How Gunther Schuller got his students into a White House dinnermain
Mary O’Reilly, a violinist in the Rottderdam Philharmonic Orchestra, is one of hundreds of students who bonded with the great musician Gunther Schuller, and who never lost touch after they left college.
Mary has written this memoir of Gunther for Slipped Disc.
Although I regularly think of Gunther Schuller, today I am flooded with memories. When in the early 1970’s I as an 18 year old freshman first stood on the stage of New England Conservatory’s renowned Jordan Hall auditioning for orchestral placement I had of course no inkling of what the future would bring, just dreams, hopes and aspirations. And there I first encountered ‘President’ Schuller.
In the course of the years to follow, it transpired that he guided me continually and intensely. It would be an enormous understatement to simply say that he influenced me profoundly, no; he shaped me in a multitude of ways as a musician and person. Through him I gained deep insights into practically ever aspect of the career I would later carve for myself. The knowledge and training he offered me (as well as to scores of others), and the information he imparted, gave us the tools to pursue our dreams, each in our own fashion.
I could reminisce about personal experiences gained (as solo first violinist) during worldwide tours with the NEC Ragtime Ensemble, concerts in major American summer festival venues, recordings and television appearances, a state dinner in the White House – all envisioned, coordinated and directed by himself.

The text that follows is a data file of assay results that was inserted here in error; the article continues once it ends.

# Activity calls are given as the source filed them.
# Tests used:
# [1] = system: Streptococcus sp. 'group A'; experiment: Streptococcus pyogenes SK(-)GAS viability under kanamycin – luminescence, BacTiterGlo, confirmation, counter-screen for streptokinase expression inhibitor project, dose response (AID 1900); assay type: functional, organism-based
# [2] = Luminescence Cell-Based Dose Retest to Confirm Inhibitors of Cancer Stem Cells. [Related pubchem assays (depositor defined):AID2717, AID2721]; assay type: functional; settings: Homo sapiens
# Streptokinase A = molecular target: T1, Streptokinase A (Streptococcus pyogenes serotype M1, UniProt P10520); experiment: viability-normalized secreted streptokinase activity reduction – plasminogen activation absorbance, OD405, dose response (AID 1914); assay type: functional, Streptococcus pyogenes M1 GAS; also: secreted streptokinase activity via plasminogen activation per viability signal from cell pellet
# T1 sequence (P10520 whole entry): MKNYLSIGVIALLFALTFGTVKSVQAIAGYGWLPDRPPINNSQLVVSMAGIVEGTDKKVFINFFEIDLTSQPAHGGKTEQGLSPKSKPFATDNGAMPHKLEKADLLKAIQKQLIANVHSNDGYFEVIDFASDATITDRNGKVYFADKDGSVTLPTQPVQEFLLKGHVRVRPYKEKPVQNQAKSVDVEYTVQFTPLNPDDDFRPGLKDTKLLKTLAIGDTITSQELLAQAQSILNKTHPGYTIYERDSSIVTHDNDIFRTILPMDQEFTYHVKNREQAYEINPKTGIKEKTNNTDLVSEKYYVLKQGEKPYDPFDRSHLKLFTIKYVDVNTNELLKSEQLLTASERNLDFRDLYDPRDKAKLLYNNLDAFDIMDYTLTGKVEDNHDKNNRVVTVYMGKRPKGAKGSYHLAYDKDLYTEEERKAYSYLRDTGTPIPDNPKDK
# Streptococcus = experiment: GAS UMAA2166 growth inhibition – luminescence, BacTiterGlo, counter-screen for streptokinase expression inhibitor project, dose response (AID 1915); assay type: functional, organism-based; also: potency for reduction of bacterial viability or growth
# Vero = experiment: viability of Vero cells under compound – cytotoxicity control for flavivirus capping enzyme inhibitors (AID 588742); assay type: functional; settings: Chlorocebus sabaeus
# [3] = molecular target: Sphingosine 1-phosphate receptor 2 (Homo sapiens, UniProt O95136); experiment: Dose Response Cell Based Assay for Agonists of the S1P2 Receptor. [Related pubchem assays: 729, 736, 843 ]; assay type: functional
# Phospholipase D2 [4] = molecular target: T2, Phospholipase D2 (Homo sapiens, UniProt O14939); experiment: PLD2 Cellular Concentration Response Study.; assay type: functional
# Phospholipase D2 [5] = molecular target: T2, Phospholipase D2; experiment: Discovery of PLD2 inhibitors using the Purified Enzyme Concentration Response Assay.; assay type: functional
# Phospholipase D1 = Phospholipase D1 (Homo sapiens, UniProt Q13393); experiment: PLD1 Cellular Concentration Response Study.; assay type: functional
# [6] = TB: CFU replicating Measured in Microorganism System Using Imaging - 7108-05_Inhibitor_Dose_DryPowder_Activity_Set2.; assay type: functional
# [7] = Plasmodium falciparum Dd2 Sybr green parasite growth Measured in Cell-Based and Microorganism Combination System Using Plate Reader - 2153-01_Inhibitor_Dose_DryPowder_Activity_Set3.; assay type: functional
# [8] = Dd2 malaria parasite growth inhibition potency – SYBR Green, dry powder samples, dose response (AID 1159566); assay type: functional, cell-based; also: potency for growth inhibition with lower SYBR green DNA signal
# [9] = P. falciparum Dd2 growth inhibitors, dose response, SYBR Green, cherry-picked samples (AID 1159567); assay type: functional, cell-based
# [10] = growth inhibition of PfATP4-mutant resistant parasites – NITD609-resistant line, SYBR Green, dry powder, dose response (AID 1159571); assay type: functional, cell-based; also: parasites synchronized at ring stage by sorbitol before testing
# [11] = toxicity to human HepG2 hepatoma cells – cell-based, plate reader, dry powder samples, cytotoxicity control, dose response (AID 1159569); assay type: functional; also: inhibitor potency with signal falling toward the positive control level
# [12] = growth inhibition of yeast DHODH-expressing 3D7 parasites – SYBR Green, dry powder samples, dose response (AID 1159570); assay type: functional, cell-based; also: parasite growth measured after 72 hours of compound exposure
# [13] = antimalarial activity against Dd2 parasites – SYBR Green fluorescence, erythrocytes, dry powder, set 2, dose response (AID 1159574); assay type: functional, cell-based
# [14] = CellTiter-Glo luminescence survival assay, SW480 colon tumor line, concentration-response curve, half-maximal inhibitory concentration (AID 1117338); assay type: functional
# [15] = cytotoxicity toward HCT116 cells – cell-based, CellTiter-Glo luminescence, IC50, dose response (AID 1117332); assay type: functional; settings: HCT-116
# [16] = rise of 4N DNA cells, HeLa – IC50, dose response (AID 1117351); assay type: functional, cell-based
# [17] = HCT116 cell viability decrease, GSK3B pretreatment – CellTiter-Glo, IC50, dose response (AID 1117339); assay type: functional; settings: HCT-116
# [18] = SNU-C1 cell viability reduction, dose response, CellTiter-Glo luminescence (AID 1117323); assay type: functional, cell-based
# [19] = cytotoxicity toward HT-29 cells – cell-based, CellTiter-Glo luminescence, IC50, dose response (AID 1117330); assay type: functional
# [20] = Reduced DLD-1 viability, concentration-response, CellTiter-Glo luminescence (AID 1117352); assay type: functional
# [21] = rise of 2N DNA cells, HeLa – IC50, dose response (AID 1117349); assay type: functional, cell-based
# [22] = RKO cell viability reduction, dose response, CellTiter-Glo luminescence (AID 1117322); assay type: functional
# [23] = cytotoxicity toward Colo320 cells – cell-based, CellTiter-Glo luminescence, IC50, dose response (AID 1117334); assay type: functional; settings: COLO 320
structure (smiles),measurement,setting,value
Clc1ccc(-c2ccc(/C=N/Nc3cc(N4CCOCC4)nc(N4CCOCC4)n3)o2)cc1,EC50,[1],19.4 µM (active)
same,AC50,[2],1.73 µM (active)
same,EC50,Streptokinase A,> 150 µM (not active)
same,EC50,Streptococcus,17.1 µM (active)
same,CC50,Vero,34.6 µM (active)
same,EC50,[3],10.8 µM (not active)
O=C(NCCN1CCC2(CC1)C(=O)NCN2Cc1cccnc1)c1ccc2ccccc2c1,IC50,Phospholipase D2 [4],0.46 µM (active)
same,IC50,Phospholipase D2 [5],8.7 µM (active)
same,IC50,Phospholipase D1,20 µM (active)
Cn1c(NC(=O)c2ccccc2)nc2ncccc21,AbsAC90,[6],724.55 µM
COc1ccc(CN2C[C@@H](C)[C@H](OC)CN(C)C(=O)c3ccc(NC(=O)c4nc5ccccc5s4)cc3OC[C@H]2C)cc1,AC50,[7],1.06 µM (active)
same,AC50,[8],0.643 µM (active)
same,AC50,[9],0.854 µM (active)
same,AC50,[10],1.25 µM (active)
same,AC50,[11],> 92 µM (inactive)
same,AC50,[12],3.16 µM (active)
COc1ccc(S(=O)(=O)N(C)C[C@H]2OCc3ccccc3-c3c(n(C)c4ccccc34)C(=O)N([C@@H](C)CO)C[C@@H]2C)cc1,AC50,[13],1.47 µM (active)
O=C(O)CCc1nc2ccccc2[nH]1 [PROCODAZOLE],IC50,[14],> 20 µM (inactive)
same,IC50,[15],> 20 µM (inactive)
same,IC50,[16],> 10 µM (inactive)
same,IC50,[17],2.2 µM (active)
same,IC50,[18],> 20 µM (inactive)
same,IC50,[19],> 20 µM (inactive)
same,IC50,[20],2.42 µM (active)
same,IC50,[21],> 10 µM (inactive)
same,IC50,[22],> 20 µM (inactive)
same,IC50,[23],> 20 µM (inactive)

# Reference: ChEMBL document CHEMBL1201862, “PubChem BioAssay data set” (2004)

It was a state dinner for the Italian government, with President Ford. We were on tour in Europe with the NEC orch and chorus (another massive undertaking on his part), and I had planned to go visit my parents in Ireland. But that all changed when the invitation from the White House came in – off we went to DC!
Gunther Schuller with the NEC Ragtime ensemble, Mary is 3rd from right
Then there were the years I was granted to benefit from his intense tutelage whilst concertmaster of the NEC orchestra and first violinist of his Contemporary Ensemble with two marvellous summers studying at Tanglewood. The performance opportunities he provided were invaluable, though we as students took them all in stride. It can safely be said that he was more than demanding, highly critical, and never minced any words. Often I do think and reflect upon these highlights, but the thoughts that today preside in my mind regard his undying affection and consideration for his students.
He and I never lost touch, and would always meet whenever he was engaged in a production here in the Netherlands. The fact that an ocean separated us never kept us apart. We would often drive around Amsterdam looking at hotel rooms which might possibly suit his him on his next visit. Major criteria? The size of the desk – for composing, of course! Only recently he called just for a chat, and gave me the full rundown on his many endeavors of the moment. Without Gunther’s mentorship my musical life would have been far less fulfilling and/or successful. He offered us as students the opportunity to acquire the tools necessary to enter the world of the successful professional musician. And he loved us and stood by us throughout our careers. It was education par excellence. Thank you Gunther Schuller, what a gift to have known you for so long. Already I miss you exceedingly, but you will live with me forever.
(c) Mary O’Reilly/Slipped Disc